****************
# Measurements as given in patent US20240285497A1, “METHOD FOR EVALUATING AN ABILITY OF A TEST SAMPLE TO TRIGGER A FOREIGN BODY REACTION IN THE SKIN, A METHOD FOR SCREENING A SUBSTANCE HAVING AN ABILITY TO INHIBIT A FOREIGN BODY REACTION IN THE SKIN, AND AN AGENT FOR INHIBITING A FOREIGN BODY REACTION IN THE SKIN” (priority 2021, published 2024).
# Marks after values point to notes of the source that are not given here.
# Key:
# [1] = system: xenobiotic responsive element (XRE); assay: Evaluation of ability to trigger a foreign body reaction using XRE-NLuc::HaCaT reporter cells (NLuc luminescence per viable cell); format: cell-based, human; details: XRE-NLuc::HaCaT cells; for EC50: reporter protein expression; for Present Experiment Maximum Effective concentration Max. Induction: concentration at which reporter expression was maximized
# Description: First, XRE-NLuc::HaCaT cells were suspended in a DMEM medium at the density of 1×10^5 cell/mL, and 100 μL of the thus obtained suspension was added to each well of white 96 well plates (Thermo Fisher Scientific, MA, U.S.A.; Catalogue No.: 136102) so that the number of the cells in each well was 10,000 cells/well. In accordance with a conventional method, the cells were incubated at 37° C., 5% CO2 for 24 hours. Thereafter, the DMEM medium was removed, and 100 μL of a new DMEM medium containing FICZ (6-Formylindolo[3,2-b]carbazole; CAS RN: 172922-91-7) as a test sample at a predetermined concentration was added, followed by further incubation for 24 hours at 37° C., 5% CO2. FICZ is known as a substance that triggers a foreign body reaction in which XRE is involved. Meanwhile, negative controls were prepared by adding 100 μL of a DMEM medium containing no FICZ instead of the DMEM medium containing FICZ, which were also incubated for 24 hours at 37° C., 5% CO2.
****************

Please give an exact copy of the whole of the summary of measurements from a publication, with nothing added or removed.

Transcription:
# Measurements as given in patent US20240285497A1, “METHOD FOR EVALUATING AN ABILITY OF A TEST SAMPLE TO TRIGGER A FOREIGN BODY REACTION IN THE SKIN, A METHOD FOR SCREENING A SUBSTANCE HAVING AN ABILITY TO INHIBIT A FOREIGN BODY REACTION IN THE SKIN, AND AN AGENT FOR INHIBITING A FOREIGN BODY REACTION IN THE SKIN” (priority 2021, published 2024).
# Marks after values point to notes of the source that are not given here.
# Key:
# [1] = system: xenobiotic responsive element (XRE); assay: Evaluation of ability to trigger a foreign body reaction using XRE-NLuc::HaCaT reporter cells (NLuc luminescence per viable cell); format: cell-based, human; details: XRE-NLuc::HaCaT cells; for EC50: reporter protein expression; for Present Experiment Maximum Effective concentration Max. Induction: concentration at which reporter expression was maximized
# Description: First, XRE-NLuc::HaCaT cells were suspended in a DMEM medium at the density of 1×10^5 cell/mL, and 100 μL of the thus obtained suspension was added to each well of white 96 well plates (Thermo Fisher Scientific, MA, U.S.A.; Catalogue No.: 136102) so that the number of the cells in each well was 10,000 cells/well. In accordance with a conventional method, the cells were incubated at 37° C., 5% CO2 for 24 hours. Thereafter, the DMEM medium was removed, and 100 μL of a new DMEM medium containing FICZ (6-Formylindolo[3,2-b]carbazole; CAS RN: 172922-91-7) as a test sample at a predetermined concentration was added, followed by further incubation for 24 hours at 37° C., 5% CO2. FICZ is known as a substance that triggers a foreign body reaction in which XRE is involved. Meanwhile, negative controls were prepared by adding 100 μL of a DMEM medium containing no FICZ instead of the DMEM medium containing FICZ, which were also incubated for 24 hours at 37° C., 5% CO2.